Kenya’s big oil hopes to delay over Tullow loss
Oil explorer Tullow yesterday said Kenya’s hopes of exporting oil in large quantities will be delayed further after announcing a full-year loss of $1.7 billion (Sh174.1 billion) down from profit of $85 million (Sh8.7 billion) in 2018.
The key issues in Kenya, Tullow said, was getting access rights to land and water and the long-form commercial agreements with the government.
“This slow progress means that the target of reaching Final Investment Decision (FID) by year-end 2020 becomes more challenging,” said Tullow in a statement.
The company last year fired 35 per cent of her workforce including Kenyans and sent home its former chief executive for overstating its outlook and ramping up debt as its stock plunged to a 16-year low.
Tullow Kenya is in the process of selling some of its assets in Kenya before FID. It said that reducing equity is a portfolio management activity and that it does not plan to exit Kenya.
The explorer, however, said that it remains fully committed to Kenya, and the board has approved the requisite 2020 budget targeting FID at the end of 2020.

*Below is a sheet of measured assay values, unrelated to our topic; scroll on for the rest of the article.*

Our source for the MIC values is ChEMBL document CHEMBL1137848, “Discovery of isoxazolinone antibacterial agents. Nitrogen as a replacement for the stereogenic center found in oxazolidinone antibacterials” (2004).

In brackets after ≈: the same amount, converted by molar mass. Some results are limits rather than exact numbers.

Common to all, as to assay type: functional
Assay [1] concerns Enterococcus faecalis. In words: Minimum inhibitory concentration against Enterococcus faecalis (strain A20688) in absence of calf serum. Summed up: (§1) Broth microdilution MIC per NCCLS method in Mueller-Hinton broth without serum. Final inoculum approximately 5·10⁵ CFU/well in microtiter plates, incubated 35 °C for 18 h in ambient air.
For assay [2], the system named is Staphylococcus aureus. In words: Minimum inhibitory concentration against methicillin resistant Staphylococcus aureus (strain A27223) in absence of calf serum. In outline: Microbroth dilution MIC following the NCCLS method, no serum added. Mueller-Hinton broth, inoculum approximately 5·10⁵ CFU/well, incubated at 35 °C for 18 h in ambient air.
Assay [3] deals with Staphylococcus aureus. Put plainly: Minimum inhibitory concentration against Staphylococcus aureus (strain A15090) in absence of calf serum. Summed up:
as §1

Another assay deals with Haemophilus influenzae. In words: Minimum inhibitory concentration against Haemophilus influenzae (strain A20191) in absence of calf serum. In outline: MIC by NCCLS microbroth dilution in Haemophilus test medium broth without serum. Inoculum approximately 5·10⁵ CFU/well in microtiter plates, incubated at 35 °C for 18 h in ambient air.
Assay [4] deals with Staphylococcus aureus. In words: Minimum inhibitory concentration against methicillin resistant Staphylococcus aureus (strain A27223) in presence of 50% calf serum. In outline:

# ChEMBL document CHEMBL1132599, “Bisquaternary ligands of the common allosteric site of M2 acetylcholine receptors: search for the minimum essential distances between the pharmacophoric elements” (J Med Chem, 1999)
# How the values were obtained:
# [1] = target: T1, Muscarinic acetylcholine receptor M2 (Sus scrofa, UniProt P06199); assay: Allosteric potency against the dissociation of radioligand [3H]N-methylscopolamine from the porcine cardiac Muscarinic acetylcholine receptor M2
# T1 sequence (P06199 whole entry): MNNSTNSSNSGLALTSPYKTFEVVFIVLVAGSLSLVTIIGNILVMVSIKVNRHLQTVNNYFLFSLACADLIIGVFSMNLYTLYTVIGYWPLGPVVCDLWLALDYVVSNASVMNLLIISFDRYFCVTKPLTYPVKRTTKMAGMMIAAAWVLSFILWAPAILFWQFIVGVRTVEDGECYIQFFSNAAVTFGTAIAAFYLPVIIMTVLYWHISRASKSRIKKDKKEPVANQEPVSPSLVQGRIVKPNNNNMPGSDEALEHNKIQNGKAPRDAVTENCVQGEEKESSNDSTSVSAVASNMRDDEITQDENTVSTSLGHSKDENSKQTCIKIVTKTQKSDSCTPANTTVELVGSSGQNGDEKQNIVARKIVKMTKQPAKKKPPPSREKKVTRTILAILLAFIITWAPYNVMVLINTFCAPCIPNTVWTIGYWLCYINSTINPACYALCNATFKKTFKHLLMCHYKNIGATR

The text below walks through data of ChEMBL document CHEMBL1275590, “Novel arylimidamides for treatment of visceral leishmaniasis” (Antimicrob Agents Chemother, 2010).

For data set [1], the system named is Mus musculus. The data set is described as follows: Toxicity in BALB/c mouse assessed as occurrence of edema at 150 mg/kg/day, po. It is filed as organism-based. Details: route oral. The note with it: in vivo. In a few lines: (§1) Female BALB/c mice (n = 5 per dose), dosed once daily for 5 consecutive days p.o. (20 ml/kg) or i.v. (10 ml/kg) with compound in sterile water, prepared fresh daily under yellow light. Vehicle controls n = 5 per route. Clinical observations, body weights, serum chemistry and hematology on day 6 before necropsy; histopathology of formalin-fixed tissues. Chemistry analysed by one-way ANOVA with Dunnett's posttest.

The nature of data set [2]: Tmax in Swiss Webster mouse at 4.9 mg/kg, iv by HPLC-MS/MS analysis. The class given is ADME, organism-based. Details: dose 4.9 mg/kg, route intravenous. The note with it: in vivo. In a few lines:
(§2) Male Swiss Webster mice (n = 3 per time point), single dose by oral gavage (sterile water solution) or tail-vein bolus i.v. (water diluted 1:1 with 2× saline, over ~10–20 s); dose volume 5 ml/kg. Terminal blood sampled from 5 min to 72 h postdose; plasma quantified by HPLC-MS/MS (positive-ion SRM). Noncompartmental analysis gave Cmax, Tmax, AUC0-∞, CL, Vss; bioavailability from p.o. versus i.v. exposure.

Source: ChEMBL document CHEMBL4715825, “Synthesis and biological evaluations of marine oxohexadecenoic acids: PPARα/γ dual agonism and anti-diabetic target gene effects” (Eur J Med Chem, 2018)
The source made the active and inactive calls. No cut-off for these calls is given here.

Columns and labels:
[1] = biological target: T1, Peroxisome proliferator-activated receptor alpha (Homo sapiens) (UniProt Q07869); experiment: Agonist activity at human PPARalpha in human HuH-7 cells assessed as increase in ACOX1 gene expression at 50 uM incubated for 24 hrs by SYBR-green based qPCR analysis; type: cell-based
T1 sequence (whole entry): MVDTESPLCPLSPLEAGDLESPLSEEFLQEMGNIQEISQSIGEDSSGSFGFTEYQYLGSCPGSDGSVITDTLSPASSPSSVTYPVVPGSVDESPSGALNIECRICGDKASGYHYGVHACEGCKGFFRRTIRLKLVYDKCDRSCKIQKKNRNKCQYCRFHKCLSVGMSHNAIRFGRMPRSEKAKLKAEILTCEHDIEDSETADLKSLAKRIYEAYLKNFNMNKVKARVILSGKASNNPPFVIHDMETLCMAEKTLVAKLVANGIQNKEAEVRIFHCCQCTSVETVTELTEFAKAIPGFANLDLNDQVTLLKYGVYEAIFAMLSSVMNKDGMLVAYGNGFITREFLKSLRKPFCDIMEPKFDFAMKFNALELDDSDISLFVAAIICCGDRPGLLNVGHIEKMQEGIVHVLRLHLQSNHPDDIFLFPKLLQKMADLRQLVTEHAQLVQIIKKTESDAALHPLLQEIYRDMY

Tullow’s debt, however, dropped to Sh200 billion from Sh300 billion the previous year after the company sold assets to keep off lenders.
Tullow Kenya will focus its capital expenditure (Capex) on those critical path items necessary to get the project to FID.
Some of the critical path activities will include submission of the Field Development Plan (FDP), securing Environmental and Social Impact Assessment (ESIA) licences for upstream and midstream, work with the government to secure access rights to land and water, and project financing among others.
Tullow reiterated that Project Oil Kenya (POK) is commercially viable and is underpinned by substantial underlying reserves.
In May 2019, the Early Oil Pilot Scheme (EOPS) production reached 2,000 barrels of oil per day (bopd).
Production performance tested during EOPS demonstrates that the reservoir remains consistent with expectations, and no further reservoir data is expected to be required to de-risk the project.
The first export of oil from East Africa, a cargo of 240,000 barrels, was flagged off from the port of Mombasa by President Uhuru Kenyatta in August 2019.
Following adverse weather in the fourth quarter of 2019, which caused severe damage to roads used by the crude export tankers, EOPS was suspended. Trucking operations remain suspended until all roads are repaired to a safe standard.
“There is enough Oil in Kenya, and the business fundamentals remain intact: recent independent reserves audits demonstrate that we have substantial underlying reserves and resources base in East Africa,” said Tullow.
Throughout 2019, more than 95 per cent of Tullow’s reserves and resources have been independently audited, and the results underpin the quality of the asset base.